Halle Berry was born in Cleveland, Ohio. Her father, Jerome Jesse Berry, was African-American, and worked as a hospital attendant. Her mother, Judith Ann (Hawkins), who is Caucasian, has English and German ancestry, and is a retired psychiatric nurse. Halle has an older sister, Heidi Berry. Halle first came into the spotlight at seventeen years when she won the Miss Teen All-American Pageant, representing the state of Ohio in 1985 and, a year later in 1986, when she was the first runner-up in the Miss U.S.A. Pageant. After participating in the pageant, Halle became a model. It eventually led to her first weekly TV series, 1989’s Living Dolls (1989), where she soon gained a reputation for her on-set tenacity, preferring to “live” her roles and remaining in character even when the cameras stopped rolling. It paid off though when she reportedly refused to bathe for several days before starting work on her role as a crack addict in Spike Lee’s Jungle Fever (1991) because the role provided her big screen breakthrough. The following year, she was cast as Eddie Murphy’s love interest in Boomerang (1992), one of the few times that Murphy was evenly matched on screen. In 1994, Berry gained a youthful following for her performance as sexy secretary “Sharon Stone” in The Flintstones (1994). She next had a highly publicized starring role with Jessica Lange in the adoption drama Losing Isaiah (1995). Though the movie received mixed reviews, Berry didn’t let that slow her down, and continued down her path to super-stardom.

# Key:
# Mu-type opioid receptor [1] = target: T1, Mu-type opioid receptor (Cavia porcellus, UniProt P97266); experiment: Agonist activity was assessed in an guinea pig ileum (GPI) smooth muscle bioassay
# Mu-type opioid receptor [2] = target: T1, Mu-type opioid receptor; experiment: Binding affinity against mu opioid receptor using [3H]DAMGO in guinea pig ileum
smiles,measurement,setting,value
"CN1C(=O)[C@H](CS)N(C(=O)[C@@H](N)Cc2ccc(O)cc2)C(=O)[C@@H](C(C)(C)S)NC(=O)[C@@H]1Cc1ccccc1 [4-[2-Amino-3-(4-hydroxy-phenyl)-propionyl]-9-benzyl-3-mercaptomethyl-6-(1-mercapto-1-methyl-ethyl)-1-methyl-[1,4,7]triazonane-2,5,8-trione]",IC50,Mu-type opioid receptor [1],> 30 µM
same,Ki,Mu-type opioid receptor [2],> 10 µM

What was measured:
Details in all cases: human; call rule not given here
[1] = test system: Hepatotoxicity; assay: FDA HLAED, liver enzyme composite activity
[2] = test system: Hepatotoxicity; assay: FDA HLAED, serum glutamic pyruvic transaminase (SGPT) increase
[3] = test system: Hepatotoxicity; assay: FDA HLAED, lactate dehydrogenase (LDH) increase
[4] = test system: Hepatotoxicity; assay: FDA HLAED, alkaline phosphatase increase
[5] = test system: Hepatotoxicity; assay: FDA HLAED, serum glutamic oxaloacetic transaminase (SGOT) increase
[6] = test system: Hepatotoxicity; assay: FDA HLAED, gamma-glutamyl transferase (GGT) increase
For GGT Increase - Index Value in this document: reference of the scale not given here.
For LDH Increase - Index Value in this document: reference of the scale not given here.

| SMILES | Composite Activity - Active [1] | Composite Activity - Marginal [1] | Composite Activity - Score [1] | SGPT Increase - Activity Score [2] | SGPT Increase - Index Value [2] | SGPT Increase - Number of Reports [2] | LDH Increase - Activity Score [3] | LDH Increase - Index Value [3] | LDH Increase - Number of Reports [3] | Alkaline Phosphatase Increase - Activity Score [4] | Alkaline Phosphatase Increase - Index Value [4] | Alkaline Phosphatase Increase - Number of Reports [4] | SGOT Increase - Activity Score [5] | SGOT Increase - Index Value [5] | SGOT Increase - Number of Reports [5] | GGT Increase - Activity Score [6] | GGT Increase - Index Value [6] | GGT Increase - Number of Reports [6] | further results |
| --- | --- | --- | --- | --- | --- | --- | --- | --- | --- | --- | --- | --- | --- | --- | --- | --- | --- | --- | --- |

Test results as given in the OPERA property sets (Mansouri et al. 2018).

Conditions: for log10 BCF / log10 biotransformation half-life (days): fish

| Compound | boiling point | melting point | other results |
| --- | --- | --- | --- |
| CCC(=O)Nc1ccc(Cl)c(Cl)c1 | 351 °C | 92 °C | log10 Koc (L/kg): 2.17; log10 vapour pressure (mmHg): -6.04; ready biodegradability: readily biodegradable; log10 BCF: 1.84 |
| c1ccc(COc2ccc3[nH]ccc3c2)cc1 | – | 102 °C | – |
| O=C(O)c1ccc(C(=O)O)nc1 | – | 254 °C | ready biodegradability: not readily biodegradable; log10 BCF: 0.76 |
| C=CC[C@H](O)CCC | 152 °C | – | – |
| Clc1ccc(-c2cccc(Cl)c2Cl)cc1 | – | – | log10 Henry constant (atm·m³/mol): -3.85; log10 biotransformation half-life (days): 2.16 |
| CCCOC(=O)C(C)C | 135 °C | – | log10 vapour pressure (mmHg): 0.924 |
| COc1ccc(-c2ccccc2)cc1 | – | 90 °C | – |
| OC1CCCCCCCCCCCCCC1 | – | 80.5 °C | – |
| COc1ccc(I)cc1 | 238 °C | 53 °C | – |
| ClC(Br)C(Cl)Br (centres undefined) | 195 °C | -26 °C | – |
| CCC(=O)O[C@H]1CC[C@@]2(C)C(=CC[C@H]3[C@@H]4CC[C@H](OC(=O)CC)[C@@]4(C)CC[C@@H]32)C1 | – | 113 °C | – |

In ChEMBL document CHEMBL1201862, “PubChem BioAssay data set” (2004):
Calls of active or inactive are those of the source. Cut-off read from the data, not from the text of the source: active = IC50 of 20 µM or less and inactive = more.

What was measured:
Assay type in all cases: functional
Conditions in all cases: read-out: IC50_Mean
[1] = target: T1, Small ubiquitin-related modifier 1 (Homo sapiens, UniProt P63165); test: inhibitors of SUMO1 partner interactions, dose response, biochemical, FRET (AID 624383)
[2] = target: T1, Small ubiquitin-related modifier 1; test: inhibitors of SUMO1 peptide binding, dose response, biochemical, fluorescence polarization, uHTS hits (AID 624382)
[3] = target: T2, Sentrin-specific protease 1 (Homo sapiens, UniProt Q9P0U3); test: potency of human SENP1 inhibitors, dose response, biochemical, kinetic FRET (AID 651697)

In 1998, she received critical success when she starred as a street smart young woman who takes up with a struggling politician in Warren Beatty’s Bulworth (1998). The following year, she won even greater acclaim for her role as actress Dorothy Dandridge in made-for-cable’s Introducing Dorothy Dandridge (1999), for which she won a Golden Globe for Best Actress in a TV Movie/Mini-Series. In 2000, she received box office success in X-Men (2000) in which she played “Storm”, a mutant who has the ability to control the weather. In 2001, she starred in the thriller Swordfish (2001), and became the first African-American to win Best Actress at the Academy Awards, for her role as a grieving mother in the drama Monster’s Ball (2001).